300: Rise of an Empire
In comparison with "300", this insane film is more engaging by dint of being absolutely impossible to take even a little bit seriously.
There's a story behind this little film that encapsulates the Far- Flung Correspondents of my website. A few years ago, I posted an early attempt at special effects by a Indian teenager named Krishna Shenoi. See below. He's the youngest of FFCs, and many of us were able to meet him at Ebertfest. He has since become a stellar student at a top Indian school, and has all the makings of a gifted profesional.
In 2011, I wrote:
Krishna Shenoi, an Indian teenager from Dubai by way of Bangalore, came with hismother Sandhya and sister Susmita:to Ebertfest. I'd seen his work on YouTube, and he's one of my Far-Flung Correspondents. I have a good feeling about Krishna. Re member his name. I suspect you may hear it again. I also suspect his sister, a medical student, may sometimes be his cinematographer.
Here is one of the first Shenoi videos I saw:
And about the next, from 2012, he told his fellow FFCs:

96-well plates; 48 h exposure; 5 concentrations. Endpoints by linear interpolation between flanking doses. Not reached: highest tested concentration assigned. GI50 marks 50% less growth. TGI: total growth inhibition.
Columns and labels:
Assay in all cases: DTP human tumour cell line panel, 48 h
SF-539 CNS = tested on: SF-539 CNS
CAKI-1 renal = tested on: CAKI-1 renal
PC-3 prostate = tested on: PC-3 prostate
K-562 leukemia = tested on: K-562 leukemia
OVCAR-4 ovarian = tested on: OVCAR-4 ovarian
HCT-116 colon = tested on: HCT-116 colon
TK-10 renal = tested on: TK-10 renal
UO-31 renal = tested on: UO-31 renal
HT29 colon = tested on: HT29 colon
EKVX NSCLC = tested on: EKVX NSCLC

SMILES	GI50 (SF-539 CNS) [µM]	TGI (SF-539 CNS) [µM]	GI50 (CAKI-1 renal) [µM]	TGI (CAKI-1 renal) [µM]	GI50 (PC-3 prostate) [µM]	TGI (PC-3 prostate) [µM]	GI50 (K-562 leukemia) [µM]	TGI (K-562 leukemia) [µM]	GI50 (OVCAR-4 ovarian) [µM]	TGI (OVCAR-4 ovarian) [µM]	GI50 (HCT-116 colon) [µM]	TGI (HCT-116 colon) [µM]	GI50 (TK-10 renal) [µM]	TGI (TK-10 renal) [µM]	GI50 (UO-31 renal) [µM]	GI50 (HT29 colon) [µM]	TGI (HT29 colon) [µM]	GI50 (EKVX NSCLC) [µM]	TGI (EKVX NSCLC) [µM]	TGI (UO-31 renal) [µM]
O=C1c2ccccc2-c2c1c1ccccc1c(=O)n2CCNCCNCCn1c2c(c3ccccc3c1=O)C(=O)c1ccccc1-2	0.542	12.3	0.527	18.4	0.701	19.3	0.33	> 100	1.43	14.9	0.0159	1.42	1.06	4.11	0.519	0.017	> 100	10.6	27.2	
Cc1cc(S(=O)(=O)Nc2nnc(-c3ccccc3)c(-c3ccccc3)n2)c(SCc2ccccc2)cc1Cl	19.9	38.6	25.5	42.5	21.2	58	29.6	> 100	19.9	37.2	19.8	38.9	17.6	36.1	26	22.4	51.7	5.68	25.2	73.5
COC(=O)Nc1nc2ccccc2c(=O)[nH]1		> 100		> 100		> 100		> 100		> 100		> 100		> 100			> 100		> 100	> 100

"This montage of my work over the last couple years, ranging from my films and animations to my books and paintings. Most of the work glimpsed here can be seen in its entirety on my website, krishnabalashenoi.wordpress.com: .
"The song is "Weird Fishes/Arpeggi" from the album "In Rainbows," by Radiohead."
And here's the first look I had of Krishna's work, made when he was 14 years old! The photo below it captures the young director when he was still younger still.
Here;s the home page of my Far-Flung Correspondents.
Scott Jordan Harris argues that disabled characters should not be played by able-bodied actors.
Chaz writes to Roger about attending the Oscars without him.
Chaz recalls how much Roger loved the Oscars.
Scout Tafoya's video essay series "The Unloved" reconsiders "Tron: Legacy."